If you want to go more in-depth, depending on your business, you may even create a mobile app that ties into your telematics system. Doing this gives you the ability to, for example, provide customers with real-time updates as to where their driver is, and when to expect them to arrive. This could also be a way to push regular updates about safety statistics and other information about both the fleet and the company, creating a powerful customer relationship tool that just happens to be built on the back of telematics data.
And don’t just limit your thinking to customer-facing apps, either. There are options out there that provide drivers with apps that allow them to tap into their own data. These types of solutions allow them to see the telematics data collected on their own driving habits, and see — in real time — how they compare to their colleagues.
When drivers can open an app, see their updated score, and get an idea of where they rank in the fleet, it will be another added layer of incentive for them to engage in the safe driving behaviors they know will get them closer to recognition and rewards. People like to do a good job, and they like to know their efforts are paying off. The ability to access some of the same telematics data the fleet manager sees can be a powerful motivational tool.
This is a key point when it comes to safety since, while it’s true most collisions are a result of driver error, some can be attributed to vehicle malfunction. A part failing at a critical time — say when a driver is on the highway, going the full speed limit — could result in an incident that was in no way that driver’s fault. But with telematics, those types of situations can be mostly, if not completely, eliminated.
Modern vehicles have a wide range of sensors that monitor their mechanical and electrical systems and generate diagnostic trouble codes (DTCs) when something goes awry. Some telematics systems allow fleet managers to receive alerts whenever a DTC appears on any equipped vehicle, giving you the opportunity to make a decision in real time: Keep going, take it to the nearest service center, or pull over immediately.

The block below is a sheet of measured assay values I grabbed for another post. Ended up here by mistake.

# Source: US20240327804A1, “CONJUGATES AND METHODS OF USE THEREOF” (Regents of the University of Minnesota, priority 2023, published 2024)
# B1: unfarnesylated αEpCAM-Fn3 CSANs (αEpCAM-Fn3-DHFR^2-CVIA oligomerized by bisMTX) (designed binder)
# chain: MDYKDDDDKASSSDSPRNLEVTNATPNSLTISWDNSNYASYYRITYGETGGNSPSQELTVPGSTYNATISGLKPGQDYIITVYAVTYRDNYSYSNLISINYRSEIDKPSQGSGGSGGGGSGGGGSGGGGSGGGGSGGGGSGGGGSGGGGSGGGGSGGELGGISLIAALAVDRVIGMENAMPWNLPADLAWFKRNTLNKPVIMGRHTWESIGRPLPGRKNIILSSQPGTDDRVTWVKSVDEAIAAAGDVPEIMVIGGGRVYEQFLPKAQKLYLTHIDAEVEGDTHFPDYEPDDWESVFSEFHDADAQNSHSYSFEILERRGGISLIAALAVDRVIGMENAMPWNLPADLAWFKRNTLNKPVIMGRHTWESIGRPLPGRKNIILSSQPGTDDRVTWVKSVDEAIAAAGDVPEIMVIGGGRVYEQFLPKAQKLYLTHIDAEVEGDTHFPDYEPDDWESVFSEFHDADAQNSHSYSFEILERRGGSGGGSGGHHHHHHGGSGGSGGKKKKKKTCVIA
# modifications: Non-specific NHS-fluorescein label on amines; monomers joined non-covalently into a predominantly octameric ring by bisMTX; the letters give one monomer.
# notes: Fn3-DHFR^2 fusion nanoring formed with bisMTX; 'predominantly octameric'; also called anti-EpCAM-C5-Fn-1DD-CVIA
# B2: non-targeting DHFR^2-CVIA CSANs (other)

Using telematics to improve safety goes beyond just your walls, or even just your vehicles. Because the systems are tracking a wide range of data points, they can be used to identify unsafe routes and intersections, for example. You may also be able to monitor traffic patterns and plan routes that take advantage of slower time periods or find less-congested streets. These types of changes aren’t tied to any one vehicle or driver. Over time, they can help improve the safety of the entire fleet.
No fleet manager wants their drivers to come to harm on the road, but safety also makes good business sense. Creating a culture of safety can only have positive impacts on the bottom line. Decreased maintenance costs, reduced insurance claims, and a reduction in the costs associated with fines and repairs in the event of a collision can all add up to major savings.
Another unexpected benefit you might not have considered is that a safer fleet reduces the company’s liability in the event a collision occurs. The ability to prove your company did everything possible to ensure your drivers were well-trained and your vehicles were well-maintained in the weeks and days leading up to an incident could prove valuable in a legal dispute.
Finally, having a safer fleet can also help bolster your company’s reputation and improve timeliness. This should lead to more customers, more sales, and a healthier bottom line. Conversely, if your drivers are engaging in unsafe driving practices while driving a vehicle with your company’s logo on the side, others on the road will take note, and they will be less likely to think favorably of you, whether or not they are a customer.
When it comes to the safety of the fleet, and that of individual drivers, there is no denying that telematics is one of the fleet manager’s best tools. As the saying goes, you can’t fix what you don’t track, and telematics provides the raw data that allows every fleet, no matter how large or small, to make the changes that result in a safer, stronger, more reliable fleet.